Medical malpractice is a legal term used to describe a medical professional’s failing to uphold the acceptable standard of care in a situation. Doctors must adhere to accepted medical community standards concerning treatment methods and technique, and failing to do so can leave them liable for any resulting damages.
One of the most common causes of medical malpractice lawsuits in the United States is surgical error. Medicine is sometimes uncertain, and honest mistakes can happen. However, when health care professionals make negligent errors that harm patients, they commit medical malpractice.
Proving Fault for a Surgical Error
It’s important to realize that a doctor making a mistake during a surgical procedure doesn’t automatically constitute medical malpractice. Malpractice occurs when a medical professional fails to meet the acceptable standard of care for a given situation or acts in a way contrary to what another reasonable and equally skilled professional would in the same circumstances. Additionally, for a plaintiff to have a claim, he or she must have suffered some injury or loss from the error. If the patient did not suffer any damages from the mistake, he or she has no claim.
Proving fault in a medical malpractice claim is similar to how one does so for personal injury lawsuits with a few exceptions. Like personal injury law, medical malpractice cases hinge on the concept of negligence, and in a medical setting, negligence describes violating or failing to meet the acceptable standard of care for the situation. Plaintiffs in medical malpractice claims for surgical errors have the burden of proving four facts before the court:
- An official doctor-patient relationship existed between the plaintiff and the defendant. This means that the plaintiff must have agreed to treatment and that the defendant agreed to treat the plaintiff.
- The defendant owed the plaintiff a duty of care.
- The defendant made an error that constitutes a failure to meet the appropriate standard of care for the situation.
- The plaintiff suffered actual harm from the defendant’s negligence.
Every medical malpractice claim will involve expert witnesses on both sides. The defense will call expert witnesses to testify as to the validity of the defendant’s actions or to attest as to whether the doctor met the appropriate standard of care for the situation. The plaintiff will call on expert witnesses to prove that the defendant in fact failed to meet the acceptable standard of care and may also ask them to attest as to the level of physical pain and mental anguish the plaintiff endured.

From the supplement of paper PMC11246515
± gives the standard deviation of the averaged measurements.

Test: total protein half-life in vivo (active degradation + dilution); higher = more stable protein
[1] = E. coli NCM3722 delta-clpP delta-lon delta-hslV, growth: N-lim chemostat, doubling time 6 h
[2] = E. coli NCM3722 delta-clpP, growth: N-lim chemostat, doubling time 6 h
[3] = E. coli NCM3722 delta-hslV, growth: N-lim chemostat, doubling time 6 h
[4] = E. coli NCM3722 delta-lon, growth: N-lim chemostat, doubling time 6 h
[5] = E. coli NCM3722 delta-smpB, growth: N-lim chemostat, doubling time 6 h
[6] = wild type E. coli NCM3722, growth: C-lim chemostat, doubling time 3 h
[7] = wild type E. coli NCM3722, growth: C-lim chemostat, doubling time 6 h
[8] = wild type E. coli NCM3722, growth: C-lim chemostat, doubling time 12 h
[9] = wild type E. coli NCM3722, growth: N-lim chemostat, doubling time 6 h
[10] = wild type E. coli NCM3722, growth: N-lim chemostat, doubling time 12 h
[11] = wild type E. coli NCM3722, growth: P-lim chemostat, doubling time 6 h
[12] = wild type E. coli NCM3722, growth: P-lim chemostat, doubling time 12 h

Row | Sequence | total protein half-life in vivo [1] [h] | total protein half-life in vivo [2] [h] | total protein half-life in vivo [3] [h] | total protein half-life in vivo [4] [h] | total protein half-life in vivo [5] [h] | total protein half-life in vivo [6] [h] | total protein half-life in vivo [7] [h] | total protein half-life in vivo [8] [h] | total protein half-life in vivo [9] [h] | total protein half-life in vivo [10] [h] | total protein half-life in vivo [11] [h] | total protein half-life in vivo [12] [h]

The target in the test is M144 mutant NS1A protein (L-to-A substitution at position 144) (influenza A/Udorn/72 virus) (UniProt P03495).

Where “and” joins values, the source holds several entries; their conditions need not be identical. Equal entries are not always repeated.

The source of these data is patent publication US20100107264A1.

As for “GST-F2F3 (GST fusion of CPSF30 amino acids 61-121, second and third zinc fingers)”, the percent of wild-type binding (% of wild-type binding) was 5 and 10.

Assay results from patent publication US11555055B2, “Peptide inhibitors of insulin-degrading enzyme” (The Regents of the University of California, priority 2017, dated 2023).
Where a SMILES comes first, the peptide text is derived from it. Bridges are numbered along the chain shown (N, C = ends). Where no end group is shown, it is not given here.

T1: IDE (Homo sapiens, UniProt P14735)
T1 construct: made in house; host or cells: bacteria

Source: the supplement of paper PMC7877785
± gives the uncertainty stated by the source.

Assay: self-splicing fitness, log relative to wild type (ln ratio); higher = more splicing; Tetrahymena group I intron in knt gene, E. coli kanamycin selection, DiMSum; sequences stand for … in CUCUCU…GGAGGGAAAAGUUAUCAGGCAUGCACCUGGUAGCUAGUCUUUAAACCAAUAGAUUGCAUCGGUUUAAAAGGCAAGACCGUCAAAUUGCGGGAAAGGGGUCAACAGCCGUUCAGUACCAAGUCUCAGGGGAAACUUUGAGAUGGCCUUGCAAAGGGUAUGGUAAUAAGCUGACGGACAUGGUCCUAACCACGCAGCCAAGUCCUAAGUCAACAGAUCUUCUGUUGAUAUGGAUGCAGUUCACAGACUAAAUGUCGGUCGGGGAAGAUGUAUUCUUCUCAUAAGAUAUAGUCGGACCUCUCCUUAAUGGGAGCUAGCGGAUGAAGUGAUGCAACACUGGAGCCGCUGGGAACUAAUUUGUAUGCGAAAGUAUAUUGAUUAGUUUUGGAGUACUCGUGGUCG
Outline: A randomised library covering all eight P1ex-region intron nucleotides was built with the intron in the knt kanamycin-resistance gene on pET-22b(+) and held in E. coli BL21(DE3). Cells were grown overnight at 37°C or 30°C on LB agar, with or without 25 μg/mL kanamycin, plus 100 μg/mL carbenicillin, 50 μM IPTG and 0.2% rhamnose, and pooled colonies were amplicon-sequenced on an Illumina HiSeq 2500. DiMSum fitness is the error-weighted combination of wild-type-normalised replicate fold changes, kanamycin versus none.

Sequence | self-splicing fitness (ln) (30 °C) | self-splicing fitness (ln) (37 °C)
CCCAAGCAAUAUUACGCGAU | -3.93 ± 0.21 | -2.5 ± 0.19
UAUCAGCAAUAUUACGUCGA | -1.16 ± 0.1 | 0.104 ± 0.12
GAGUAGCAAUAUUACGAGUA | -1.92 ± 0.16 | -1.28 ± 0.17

Expert witnesses in medical malpractice lawsuits are usually medical professionals with expertise in the type of medicine in question. For example, a patient who suffers blindness or vision loss from a botched eye procedure may call on ophthalmologists who can explain to the court how the defendant was negligent in his or her treatment.
Winning a Surgical Malpractice Lawsuit
Plaintiffs in surgical malpractice lawsuits can sue for various types of compensation, including medical expenses, pain and suffering, and lost income or lost earning capacity. It’s important to note that most surgical malpractice claimants were already sick or injured when the malpractice took place and that these individuals can only sue for the damages resulting from the defendant’s negligence.
For example, if a patient spent a week in the hospital and underwent a surgical procedure before a negligent action occurred, the patient would not be able to claim compensation for the original cost of the week in the hospital or for the surgical fees for the first procedure as damages. If the negligence necessitated a longer hospital stay and additional corrective procedures, the plaintiff may claim those expenses as damages since they are the result of the defendant’s negligence.
The right attorney can make a tremendous difference in a medical malpractice case. The Law Office of Chris Bode has built a strong reputation for successful cases in Arizona. We provide our clients with the full range of resources and expertise they might expect from a larger firm in a more intimate setting. We take the time to get to know our clients so we can provide the best legal counsel possible.
Reach out to our team to schedule a case evaluation and start building your medical malpractice case today.